Icelandic residents attending a church convention last week voted to allow priests to validate cohabitations between two members of the same sex. The agreement is provisional on amendments to the law allowing religious groups the authority to bestow such validation.
According to a report by a local newspaper, Icelandic Bishop Karl Sigurbjörnsson, is satisfied with the outcome of the decision which is perhaps the first of its kind. Although there was disagreement on the issue, Sigurbjörnsson said the congregation was able to reach a compromise.
The bishop explained that the church had long debated the definition of marriage. Various members of the congregation were divided on the issue. Some believe that marriage is a holy union between any two individuals while others maintain that marriage is a holy union between members of the opposite sex only.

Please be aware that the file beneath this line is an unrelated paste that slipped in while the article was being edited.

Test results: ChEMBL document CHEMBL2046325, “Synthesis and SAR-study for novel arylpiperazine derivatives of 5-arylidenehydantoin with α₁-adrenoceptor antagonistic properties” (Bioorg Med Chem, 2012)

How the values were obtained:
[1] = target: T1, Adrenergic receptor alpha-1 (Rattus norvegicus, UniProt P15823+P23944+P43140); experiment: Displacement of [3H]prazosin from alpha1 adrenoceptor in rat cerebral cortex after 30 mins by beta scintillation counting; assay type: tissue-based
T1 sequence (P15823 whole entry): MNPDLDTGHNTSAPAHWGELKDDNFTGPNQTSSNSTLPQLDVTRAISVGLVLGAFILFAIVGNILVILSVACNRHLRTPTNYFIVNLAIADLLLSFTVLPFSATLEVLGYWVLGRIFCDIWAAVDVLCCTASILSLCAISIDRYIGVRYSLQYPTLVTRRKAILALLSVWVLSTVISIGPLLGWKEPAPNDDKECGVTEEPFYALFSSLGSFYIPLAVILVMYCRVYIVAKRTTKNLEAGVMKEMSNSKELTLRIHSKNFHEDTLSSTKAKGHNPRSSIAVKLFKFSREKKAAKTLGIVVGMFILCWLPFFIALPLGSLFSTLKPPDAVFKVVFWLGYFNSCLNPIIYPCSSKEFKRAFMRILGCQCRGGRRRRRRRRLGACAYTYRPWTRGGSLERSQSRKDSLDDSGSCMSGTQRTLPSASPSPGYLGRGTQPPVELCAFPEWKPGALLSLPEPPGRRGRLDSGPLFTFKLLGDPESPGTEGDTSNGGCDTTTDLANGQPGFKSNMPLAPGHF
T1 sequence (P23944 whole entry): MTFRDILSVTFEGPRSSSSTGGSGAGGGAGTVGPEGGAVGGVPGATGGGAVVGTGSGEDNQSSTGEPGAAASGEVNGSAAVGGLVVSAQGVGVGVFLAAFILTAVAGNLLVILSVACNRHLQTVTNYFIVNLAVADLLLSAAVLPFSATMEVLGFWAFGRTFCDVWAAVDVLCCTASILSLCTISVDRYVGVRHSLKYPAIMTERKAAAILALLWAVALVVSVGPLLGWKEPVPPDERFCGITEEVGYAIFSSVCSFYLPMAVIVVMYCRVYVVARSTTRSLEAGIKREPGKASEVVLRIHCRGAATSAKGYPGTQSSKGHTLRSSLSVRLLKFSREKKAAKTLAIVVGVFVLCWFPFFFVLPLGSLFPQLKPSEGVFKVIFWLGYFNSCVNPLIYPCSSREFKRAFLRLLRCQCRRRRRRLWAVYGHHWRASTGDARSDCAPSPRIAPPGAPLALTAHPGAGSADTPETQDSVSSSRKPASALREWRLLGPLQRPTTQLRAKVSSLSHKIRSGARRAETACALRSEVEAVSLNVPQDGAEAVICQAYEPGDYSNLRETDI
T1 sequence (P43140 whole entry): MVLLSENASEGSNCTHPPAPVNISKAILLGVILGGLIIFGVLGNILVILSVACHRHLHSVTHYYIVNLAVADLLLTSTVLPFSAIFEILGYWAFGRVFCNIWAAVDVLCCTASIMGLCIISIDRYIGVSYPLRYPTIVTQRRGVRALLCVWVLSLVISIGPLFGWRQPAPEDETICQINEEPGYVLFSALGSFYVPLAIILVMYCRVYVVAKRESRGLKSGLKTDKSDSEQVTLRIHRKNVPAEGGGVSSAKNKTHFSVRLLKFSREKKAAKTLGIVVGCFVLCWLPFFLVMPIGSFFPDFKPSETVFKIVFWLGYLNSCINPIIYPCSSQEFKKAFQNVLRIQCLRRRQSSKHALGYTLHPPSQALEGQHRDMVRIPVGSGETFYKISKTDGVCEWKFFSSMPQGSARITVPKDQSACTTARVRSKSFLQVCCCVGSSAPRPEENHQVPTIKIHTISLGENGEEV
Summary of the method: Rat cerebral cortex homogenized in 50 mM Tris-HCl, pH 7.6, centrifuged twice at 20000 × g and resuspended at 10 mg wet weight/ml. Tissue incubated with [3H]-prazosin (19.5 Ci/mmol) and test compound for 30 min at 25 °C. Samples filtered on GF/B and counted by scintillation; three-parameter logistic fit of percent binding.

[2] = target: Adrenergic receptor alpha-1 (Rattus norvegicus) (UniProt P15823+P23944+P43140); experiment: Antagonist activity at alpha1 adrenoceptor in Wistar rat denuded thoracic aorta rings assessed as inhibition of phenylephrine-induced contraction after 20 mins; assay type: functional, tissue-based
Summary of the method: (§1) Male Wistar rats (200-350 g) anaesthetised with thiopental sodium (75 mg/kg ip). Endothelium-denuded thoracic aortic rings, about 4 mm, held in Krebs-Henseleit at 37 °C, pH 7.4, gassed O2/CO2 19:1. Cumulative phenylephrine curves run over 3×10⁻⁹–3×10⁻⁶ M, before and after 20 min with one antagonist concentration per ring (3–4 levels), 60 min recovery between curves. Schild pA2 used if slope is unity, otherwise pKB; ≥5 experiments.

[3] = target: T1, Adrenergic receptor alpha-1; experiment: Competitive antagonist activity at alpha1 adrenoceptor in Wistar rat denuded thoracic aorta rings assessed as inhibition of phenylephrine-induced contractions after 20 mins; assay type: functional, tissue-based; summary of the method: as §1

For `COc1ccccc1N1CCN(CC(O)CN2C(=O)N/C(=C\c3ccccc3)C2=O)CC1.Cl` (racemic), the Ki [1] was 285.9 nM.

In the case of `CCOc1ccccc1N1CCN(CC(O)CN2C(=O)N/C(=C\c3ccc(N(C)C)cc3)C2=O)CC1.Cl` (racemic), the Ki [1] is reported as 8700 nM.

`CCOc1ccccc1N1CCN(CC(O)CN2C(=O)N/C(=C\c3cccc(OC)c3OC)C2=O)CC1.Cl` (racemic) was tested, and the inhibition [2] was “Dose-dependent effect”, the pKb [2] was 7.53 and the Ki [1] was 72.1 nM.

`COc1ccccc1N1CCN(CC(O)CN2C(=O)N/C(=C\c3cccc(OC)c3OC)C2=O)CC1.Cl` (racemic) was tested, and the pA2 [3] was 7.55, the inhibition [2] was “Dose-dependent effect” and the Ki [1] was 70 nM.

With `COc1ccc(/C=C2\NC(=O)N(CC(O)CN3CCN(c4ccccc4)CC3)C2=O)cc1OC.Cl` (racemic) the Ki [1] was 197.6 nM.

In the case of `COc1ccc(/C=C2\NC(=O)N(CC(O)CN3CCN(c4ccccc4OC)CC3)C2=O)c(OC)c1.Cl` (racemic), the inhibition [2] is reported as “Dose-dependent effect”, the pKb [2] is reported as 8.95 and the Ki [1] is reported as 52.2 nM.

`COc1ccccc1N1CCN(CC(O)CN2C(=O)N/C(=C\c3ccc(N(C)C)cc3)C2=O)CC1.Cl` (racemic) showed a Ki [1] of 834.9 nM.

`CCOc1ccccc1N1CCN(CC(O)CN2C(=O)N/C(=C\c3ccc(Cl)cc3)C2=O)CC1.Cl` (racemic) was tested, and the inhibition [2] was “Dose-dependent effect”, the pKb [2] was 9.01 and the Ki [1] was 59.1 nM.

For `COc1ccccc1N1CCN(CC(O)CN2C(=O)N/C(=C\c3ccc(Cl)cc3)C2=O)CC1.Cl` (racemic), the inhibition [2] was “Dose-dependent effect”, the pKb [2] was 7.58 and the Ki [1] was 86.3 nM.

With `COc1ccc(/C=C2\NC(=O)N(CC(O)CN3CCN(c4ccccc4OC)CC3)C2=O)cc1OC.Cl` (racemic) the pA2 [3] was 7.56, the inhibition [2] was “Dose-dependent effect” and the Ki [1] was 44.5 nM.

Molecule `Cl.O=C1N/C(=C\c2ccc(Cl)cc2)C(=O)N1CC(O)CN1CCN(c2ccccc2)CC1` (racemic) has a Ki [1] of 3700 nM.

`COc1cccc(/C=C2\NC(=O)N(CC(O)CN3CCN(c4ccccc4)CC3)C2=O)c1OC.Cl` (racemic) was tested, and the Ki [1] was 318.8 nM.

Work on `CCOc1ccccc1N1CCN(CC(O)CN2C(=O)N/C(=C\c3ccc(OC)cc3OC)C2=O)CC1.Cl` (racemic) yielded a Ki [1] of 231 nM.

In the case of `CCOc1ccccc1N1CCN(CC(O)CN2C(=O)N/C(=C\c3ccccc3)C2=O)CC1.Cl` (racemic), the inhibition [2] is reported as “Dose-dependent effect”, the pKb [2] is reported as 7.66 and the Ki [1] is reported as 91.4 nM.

As a compromise, the church has not changed the traditional definition of a marriage from its heterosexual definition. However, the church did allow same-sex relationships to receive some validation from the church.
In 2001, the Netherlands became the first country to officially validate the unions of same-sex couples. Today marriage is possible for any two people regardless of their sex in Belgium, Canada, South Africa and Spain. Several other countries, such as Israel, recognize same sex marriages performed in other countries.